Research: Surfactant Templated Mesoscopic Ceramics
Shilpa Bhansali and Daniel M. Dabbs
The development of the surfactant-templated silicate MCM-41 in 1992  sparked increased research into the synthesis and characterization of mesoporous inorganic solids. This is in part due to the plethora of potential applications for mesoporous materials across a wide variety of uses, including areas such as filtration, energy and data storage, optoelectronics, and catalyst supports.
In our laboratory, the L3 (sponge) phase formed by the quasi-ternary system of cetylpyridinium chloride, CpCl/ hexanol/ HCl (aq) has been successfully utilized as a template for the cooperative self-assembly of silica. The L3 liquid crystal is composed of an organized bilayer arranged in a random, isotropic configuration such that the bilayer divides the solvent into two equivalent volumes.
Schematic of the L3 phase (sponge) structure. The characteristic dimension L increases with increasing solvent content, resulting in a 'tunable' liquid crystalline structure .
Schematic phase diagram of the quasiternary system cetylpyridinium chloride/hexanol/1 wt % NaCl solution: L1, micellar; L, "classic" lamellar phase; L', Helfrich lamellar phase; L3, sponge phase. The vertical axis depicts the connection between the cosurfactants hexanol and CpCl, and the horizontal axis reflects changes in solvent composition .
The key feature of our silicified L3 system is the ability to tune the mesopores (6-35 nm diameter) by changing the solvent fraction (the scaling law) in contrast to the more rigid MCM-type materials. In addition, the L3 phase solution has a viscosity comparable to that of water, facilitating the addition of inorganic precursors, the addition of which is normally a problem in the templating of the more viscous hexagonal and lamellar phases.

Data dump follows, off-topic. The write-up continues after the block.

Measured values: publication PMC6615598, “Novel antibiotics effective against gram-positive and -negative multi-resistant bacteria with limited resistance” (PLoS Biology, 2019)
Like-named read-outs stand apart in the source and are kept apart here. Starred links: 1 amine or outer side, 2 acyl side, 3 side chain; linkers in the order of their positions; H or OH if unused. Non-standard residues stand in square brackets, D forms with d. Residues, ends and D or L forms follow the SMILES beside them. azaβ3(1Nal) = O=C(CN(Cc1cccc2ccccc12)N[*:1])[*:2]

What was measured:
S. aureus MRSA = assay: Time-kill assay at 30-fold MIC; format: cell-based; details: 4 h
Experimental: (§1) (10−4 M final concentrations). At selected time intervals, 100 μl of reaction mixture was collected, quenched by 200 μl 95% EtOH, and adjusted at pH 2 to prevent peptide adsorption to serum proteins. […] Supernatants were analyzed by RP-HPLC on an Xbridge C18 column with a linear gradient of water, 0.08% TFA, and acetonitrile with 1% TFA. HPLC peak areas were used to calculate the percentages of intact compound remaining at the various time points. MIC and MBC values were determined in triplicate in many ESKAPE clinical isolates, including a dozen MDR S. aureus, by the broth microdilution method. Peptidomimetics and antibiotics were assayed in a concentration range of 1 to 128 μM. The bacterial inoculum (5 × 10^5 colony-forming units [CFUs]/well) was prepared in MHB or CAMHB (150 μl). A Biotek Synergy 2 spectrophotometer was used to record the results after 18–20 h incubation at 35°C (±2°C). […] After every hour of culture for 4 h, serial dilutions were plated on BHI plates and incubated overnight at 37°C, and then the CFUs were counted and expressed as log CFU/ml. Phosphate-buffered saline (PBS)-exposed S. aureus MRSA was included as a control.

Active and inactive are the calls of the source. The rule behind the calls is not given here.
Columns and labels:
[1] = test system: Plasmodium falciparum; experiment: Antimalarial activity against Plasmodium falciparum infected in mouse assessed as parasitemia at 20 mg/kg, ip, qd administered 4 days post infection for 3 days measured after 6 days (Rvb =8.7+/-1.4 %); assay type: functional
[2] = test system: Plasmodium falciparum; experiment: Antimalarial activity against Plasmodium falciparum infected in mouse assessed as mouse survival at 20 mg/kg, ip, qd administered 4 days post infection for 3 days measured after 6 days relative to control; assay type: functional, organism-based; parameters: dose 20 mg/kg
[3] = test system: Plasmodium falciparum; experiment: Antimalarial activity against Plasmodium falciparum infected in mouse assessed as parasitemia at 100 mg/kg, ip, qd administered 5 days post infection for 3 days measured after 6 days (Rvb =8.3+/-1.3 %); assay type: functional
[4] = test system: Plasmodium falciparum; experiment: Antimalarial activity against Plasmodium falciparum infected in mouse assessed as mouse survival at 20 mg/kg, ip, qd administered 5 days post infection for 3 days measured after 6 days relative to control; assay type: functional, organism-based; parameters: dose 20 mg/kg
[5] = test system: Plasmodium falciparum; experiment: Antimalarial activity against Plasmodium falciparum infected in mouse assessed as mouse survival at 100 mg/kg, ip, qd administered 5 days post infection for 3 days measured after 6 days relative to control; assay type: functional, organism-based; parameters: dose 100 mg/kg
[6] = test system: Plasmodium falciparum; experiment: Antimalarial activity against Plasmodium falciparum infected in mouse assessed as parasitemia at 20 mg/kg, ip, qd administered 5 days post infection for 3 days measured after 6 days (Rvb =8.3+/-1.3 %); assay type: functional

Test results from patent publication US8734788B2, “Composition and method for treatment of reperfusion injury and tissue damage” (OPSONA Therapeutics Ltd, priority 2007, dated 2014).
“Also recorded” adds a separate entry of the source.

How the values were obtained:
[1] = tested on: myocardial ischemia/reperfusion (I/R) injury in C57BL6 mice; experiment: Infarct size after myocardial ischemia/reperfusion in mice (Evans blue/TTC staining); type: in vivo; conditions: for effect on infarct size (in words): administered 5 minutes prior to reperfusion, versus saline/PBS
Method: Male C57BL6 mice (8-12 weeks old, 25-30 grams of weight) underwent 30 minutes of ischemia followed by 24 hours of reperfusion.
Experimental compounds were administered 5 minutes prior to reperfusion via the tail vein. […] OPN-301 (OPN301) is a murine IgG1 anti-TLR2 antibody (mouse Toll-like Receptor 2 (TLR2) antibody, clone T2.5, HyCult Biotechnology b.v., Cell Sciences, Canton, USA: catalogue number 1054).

Tetramethoxysilane (TMOS) is added to the aqueous liquid crystal phase, and preferentially condenses to form silicate layers on the amphiphilic headgroups. Silicification of the L3 liquid crystalline phase maintains the connected channel structure, resulting in an optically transparent mesoporous structure.
Subsequent solvent-based supercritical drying of the silicified monoliths has successfully preserved the structural integrity yielding low density, optically transparent aerogels with high surface area and randomly oriented interconnected mesopores.
TEM images of silicified liquid crystals: (a) lamellar phase; (b) hexagonal (MCM41); (c) cubic phase; (d) L3 phase. Silicification of the L3 phase preserves the isotropic and continuous channel network of the liquid crystal (Images a-c from ; image d from .)
Unlike conventional aerogels, our material can be reinfiltrated with liquid media while remaining structurally intact. This robustness is attributed to the narrow pore size distribution of the silicified L3 system. As this material is optically transparent, the pores of our monoliths have been reinfiltrated with photocurable monomers to form a composite material for photonics applications such as optical storage.
Thin films of silicified L3 have been successfully cast on glass substrates. Atomic Force Microscope (AFM) imaging has revealed the overall structure of the L3 film. The channel sizes of the L3 film for different solvent fractions have been demonstrated to follow the scaling law.
We are interested in using the sponge phase for templating other metal oxides. It is envisaged that the intrinsic interconnectivity of the mesopores in these materials combined with functional properties of the oxides, will be invaluable for a wide variety of uses.
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For more information, please contact Daniel M. Dabbs.
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